• Pricing caps – the larger or longer the deal, the lower the cap
In terms of ILL and copyright:
• Allowing ILL with more liberal interpretation for electronic access (see 1997 ILL straw poll)
• Assert/Do not remain silent on copyright (see section 3.3 model license “ No Diminution of Rights” and Fair Use assumptions discussion thread)
In terms of open access:
• Assert author rights (see 3.4 model license “Authors’ Own Works” and also COAR’s 2013 report: OA Clauses in Publishers Licenses )
• Eliminate or ameliorate confidentiality and non-disclosure clauses (see also ARL recommendation)
• Allow for text and data mining (see Request: Text and Data Mining Licenses…Language thread)
Though many of these terms are generally accepted among the library profession and even have the backing of national and international organizations, publishing and other industries have their own generally accepted clauses and the backing of their organizations. This is why it can be difficult, unrealistic even, for the single acquisitions staff responsible for negotiation to push for all these on her own. A major subscription contract renewal is an important opportunity for many to speak with a unified voice, not just on behalf of buyers and content, but on behalf of authors and of a wider audience of users. In addition to bolstering well known terms and issues, these multiple perspectives are key to introducing new ideas into a traditional negotiation.
Sometimes new ideas (and even traditional ones) will not result in accepted contract terms because they are dealt with entirely separately from the renewal process, or because they do not otherwise match the other party’s entrenched business practices. This can be advantageous from a negotiating standpoint, as losing out on some issues can favorably influence the advancement of others. The fact that some issues are perceived as entirely separate from the renewal process can also be advantageous. Author rights, for example, are often handled through individual author contracts or separate institutional open access policy agreements. While this can sometimes prevent their inclusion subscription agreements, by recognizing the separation itself the negotiation lends a stage to raise important issues more boldly without directly jeopardizing the terms of renewal.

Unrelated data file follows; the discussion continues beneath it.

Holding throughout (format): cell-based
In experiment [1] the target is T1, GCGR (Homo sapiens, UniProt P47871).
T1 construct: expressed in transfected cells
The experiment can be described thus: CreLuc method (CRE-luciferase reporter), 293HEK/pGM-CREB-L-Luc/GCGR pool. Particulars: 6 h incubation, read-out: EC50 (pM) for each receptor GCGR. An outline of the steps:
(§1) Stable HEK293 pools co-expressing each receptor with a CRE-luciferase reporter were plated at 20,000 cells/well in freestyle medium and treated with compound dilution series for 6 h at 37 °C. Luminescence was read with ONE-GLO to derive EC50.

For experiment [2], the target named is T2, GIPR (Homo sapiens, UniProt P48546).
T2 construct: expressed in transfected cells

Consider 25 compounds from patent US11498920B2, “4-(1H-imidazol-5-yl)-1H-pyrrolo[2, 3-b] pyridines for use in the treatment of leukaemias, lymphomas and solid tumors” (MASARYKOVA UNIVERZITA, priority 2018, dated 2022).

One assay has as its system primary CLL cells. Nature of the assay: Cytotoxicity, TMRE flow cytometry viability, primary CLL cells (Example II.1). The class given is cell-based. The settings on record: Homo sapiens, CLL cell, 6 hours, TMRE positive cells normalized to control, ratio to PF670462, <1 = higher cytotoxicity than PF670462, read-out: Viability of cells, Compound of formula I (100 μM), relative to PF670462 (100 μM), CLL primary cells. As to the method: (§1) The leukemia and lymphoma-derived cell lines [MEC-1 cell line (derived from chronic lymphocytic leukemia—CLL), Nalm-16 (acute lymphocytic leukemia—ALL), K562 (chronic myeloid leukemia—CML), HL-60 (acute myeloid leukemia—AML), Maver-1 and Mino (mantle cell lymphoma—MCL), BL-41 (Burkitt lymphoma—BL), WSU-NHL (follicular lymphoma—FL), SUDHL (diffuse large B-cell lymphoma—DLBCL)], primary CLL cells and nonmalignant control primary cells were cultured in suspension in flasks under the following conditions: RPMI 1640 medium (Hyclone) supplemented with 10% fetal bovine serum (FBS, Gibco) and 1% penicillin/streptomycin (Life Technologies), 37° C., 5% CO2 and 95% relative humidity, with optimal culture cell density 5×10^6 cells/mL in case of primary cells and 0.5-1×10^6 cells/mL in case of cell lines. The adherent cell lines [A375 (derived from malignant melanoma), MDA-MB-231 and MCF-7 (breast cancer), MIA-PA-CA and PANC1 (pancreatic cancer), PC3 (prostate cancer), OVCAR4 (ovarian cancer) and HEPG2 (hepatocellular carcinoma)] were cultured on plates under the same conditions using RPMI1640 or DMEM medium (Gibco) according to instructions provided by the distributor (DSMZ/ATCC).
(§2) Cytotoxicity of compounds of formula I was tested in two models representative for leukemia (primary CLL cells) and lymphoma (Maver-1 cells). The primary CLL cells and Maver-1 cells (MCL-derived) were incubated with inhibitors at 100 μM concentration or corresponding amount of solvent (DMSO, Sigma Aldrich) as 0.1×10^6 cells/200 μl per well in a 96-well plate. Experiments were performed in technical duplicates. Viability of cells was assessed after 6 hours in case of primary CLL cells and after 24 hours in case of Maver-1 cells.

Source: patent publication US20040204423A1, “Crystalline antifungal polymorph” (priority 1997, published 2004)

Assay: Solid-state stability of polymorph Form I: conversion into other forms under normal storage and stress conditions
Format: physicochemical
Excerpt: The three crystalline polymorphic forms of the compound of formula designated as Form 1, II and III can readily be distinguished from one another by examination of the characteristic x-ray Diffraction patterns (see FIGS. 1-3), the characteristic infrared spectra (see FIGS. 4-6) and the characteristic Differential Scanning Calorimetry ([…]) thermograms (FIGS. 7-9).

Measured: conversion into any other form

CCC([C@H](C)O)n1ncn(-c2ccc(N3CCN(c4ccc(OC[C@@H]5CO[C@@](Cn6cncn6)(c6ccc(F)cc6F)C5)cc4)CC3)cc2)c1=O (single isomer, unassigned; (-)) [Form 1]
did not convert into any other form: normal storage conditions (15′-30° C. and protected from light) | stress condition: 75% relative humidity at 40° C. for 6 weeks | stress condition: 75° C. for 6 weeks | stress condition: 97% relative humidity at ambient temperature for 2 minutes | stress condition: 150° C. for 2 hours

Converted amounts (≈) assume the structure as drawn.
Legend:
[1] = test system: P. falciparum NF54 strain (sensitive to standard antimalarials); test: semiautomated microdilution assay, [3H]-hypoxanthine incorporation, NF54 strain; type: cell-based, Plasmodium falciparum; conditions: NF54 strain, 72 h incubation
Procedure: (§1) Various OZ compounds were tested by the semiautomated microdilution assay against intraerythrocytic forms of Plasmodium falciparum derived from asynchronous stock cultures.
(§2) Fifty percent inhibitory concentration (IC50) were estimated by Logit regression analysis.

New ideas I’d like to see in renewal negotiation discussions involve taking what is often the licensee’s obligation and making it a mutual or licensor obligation. One example is caps on changed and added content. Publishers often allow a clause that addresses when a percentage of content lost by a publisher can trigger breach or renegotiation. But aside from title cancellation and swap clauses – which are rare and require a significant amount of time and effort by the library to invoke — there is nothing to prevent a publisher from acquiring and adding content to a package for which the libraries are required to take on in their renewal spend. Another has to do with advance renewal or offer deadlines. As outlined in my previous post, publishers often require advance notice of cancellation, but there is nothing that requires publishers to provide the library with advance notice of major changes that might influence a cancellation decision, like new package offerings or an entirely new license contract. I’d also like to explore clauses that might address the myriad ways payment for published research is replicated across the institution (aka double-dipping), such as with the libraries paid subscription and the author’s open access article processing charges.
Closing the deal
In any change, the individual and organizational commitment to cooperation can be the hardest, but most important first step. In future posts, I’ll lay out ways organizational structures, workflows and individual skills might lead to more frequent and improved collaborative work on these issues.